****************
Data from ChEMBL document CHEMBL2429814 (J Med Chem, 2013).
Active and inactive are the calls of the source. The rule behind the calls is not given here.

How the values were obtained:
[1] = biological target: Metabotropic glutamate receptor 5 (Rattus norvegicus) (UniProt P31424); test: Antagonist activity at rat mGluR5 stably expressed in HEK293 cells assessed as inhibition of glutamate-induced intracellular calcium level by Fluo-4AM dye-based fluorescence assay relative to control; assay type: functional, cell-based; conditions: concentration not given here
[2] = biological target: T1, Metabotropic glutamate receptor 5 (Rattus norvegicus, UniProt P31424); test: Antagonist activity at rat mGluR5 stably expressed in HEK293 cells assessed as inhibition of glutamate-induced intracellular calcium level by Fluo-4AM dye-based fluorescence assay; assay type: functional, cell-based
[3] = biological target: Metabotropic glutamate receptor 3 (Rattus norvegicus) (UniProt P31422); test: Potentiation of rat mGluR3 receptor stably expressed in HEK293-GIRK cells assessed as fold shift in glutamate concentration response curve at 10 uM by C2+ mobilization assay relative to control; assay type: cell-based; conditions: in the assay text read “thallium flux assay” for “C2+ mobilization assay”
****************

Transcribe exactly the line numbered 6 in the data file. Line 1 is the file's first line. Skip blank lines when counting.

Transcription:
[3] = biological target: Metabotropic glutamate receptor 3 (Rattus norvegicus) (UniProt P31422); test: Potentiation of rat mGluR3 receptor stably expressed in HEK293-GIRK cells assessed as fold shift in glutamate concentration response curve at 10 uM by C2+ mobilization assay relative to control; assay type: cell-based; conditions: in the assay text read “thallium flux assay” for “C2+ mobilization assay”